September 2020 Update: Because there was some concern that the introduction of the regulation would worsen the shortages of personal protective equipment and other medical devices needed to fight coronavirus, the EU parliament has decided to postpone the MDR deadline by a year to allow authorities and the industry to prioritise their efforts towards COVID-19. MDR is now postponed until May 2021.

Pharmaceutical companies selling medical devices and pharmaceutical products in the European Union (EU) will soon need to meet a new – and complex – set of regulations.

The regulations, called Medical Device Reporting (MDR), are four-times longer than the previous European medical device regulations. They will greatly affect what information goes onto product labels and packaging.

MDR, which will go into effect in May 2020, presents both a data and design dilemma, as the labeling of medical devices will come under greater scrutiny in the name of patient safety. Brands selling products in the EU must meet these new regulations if they want to stay in the market.

What You Need to Know About MDR

MDR requires pharma companies to display a new set of information and symbols on product labels. Specifically, labels will need to show unique device identification (UDI) numbers—used to track devices—and instructions for use (IFU).

IFU will also be required on product information channels, like a company’s website. IFUs must allow patients to see what the use of the device is, guidelines for reuse, warnings related to device disposal, and incident reports in relation to the device.

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MDR states that medical device labeling must be in the national language and “clearly comprehensible to the intended user or patient.” Since people speak more than 30 languages in the EU, a number of symbols have been developed to make labels as universally comprehensible as possible:

  • A crossed-out box for “do not use if the package is damaged”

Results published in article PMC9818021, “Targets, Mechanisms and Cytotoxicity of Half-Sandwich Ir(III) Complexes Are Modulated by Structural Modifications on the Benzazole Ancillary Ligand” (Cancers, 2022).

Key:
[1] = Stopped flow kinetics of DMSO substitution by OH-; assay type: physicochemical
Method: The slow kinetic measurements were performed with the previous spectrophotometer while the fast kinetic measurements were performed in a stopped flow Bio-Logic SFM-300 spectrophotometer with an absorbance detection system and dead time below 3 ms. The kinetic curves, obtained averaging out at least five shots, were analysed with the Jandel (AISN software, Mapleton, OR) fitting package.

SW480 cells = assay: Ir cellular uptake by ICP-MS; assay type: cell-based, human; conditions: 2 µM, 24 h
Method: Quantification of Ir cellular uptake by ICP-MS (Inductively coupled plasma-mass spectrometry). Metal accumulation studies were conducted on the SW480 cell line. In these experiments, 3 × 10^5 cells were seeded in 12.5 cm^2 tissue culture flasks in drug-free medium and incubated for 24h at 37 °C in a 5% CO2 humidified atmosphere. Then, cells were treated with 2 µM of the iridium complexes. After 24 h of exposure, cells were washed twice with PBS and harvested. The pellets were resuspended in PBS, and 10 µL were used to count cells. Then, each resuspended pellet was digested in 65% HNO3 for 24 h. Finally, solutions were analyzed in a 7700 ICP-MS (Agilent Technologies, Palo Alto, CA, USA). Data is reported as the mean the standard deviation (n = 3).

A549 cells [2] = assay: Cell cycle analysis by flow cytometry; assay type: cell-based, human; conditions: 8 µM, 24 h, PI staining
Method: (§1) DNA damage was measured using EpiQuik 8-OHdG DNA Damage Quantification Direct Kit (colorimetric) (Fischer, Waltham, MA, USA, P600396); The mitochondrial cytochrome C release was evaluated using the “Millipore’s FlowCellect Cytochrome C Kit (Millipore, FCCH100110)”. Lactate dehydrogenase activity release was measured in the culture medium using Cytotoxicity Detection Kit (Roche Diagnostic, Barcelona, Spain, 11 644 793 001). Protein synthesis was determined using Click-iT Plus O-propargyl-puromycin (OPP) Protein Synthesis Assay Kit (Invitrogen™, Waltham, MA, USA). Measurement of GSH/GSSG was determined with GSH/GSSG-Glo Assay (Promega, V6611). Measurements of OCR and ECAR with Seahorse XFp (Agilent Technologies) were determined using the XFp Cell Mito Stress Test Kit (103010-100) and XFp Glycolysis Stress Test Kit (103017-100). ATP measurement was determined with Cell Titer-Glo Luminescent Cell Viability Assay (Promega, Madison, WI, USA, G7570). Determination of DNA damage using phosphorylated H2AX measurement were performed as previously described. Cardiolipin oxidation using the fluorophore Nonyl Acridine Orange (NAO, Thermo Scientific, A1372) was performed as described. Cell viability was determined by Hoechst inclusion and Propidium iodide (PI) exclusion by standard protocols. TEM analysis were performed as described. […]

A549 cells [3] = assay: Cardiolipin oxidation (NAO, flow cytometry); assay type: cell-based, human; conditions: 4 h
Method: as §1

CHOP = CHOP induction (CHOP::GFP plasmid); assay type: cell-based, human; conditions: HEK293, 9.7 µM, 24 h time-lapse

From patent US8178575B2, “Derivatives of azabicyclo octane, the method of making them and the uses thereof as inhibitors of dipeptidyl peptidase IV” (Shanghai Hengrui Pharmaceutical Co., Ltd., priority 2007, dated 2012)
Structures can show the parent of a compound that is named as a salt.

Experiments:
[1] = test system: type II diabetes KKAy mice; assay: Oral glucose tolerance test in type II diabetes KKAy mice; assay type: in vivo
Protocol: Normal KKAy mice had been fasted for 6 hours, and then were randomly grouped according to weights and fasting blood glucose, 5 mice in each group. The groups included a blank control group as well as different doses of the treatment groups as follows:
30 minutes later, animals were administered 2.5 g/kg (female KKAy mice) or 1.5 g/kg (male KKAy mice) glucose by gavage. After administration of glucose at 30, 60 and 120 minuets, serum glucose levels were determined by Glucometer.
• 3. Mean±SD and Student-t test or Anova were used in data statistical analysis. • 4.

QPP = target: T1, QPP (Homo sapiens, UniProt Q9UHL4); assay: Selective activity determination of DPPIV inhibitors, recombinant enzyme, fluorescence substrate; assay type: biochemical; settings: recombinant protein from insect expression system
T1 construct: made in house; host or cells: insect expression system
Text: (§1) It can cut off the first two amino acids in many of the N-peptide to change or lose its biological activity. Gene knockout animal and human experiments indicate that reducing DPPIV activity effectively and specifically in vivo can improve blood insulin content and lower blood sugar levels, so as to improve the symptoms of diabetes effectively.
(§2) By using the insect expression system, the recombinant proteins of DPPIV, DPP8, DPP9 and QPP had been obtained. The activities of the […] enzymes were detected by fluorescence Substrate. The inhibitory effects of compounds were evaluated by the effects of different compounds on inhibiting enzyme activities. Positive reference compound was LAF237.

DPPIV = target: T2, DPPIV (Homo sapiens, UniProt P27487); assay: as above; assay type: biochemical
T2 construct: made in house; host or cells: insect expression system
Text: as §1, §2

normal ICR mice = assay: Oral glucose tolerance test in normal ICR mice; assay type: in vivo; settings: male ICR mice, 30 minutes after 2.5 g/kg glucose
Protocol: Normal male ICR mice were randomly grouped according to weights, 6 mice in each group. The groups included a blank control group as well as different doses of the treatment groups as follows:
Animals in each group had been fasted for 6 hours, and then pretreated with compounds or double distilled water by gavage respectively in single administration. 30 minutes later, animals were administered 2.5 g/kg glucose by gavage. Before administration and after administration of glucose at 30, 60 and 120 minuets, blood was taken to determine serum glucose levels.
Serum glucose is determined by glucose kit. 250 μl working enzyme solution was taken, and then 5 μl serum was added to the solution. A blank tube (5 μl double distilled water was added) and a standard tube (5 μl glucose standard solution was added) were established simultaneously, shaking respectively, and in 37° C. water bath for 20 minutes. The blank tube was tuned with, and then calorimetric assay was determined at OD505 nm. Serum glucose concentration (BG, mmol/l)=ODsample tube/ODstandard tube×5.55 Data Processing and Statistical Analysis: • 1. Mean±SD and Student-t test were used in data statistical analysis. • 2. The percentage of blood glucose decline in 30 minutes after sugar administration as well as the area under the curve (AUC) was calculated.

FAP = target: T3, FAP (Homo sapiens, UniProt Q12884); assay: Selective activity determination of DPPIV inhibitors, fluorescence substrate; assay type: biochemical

• An umbrella with raindrops for “keep this package dry”
  • A box containing the letters “UDI” to be placed adjacent to the UDI number

Under the new regulations, importers must print their name on the IFU, device, or packaging, and companies that translate, re-label, or re-package devices will also need to place their name on the product.

Ready for more? MDR won’t just affect new products. Existing medical devices will need to be recertified, and the definition of “medical device” has changed to include products such as contact lenses and cleaning products for certain devices. Translation: a lot of SKUs are about to get a packaging makeover.

And the fun doesn’t stop there. Despite a publish date of May 2017, MDR regulations are still causing confusion across country lines. For example, according to Regulatory Focus, if there’s no Brexit deal, the U.K. will likely have its own set of rules for medical devices. This means medical device companies selling products across the EU and the U.K. will have to produce different packaging for each.

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What Pharma Brands Can Do to Prepare

With more than 30 languages and myriad regulations to track, it’ll be no easy task for medical device companies to adhere to the new MDR regulations.  However, one way to reduce the mayhem is to adopt a packaging management system to track all of the necessary packaging changes – and the workflows involved in each – from design brief to production.

A good label and artwork management system will allow pharmaceutical companies to simplify the packaging content management process for label changes by giving brands a central repository for storing all essential data related to each medical device, with set permissions for who can view, download, and edit files. You can also track version changes, and so can outside parties such as clients, agencies, and printers.

Brands that use a label and artwork management system can also create new templates and automatically populate the templates with approved data from the repository, so packaging designers have a realistic view of the volume and types of data elements they’re organizing on the new package.

In addition, workflow management features allow all stakeholders (design, translation, regulatory agencies, printer converters, and more) to simultaneously view and collaborate on projects in progress, which improves quality control and simplifies the packaging approval process – making sure each new package is “shelf-ready” by May 2021.

Life Science companies will need to make some tough changes to meet MDR regulations, but it’s not an impossible undertaking. Esko WebCenter allows medical device companies to successfully navigate the complexities of the MDR regulations and ensure that each language is properly translated, each symbol is in its right place, and each package complies with all of the new regulations before the deadline.

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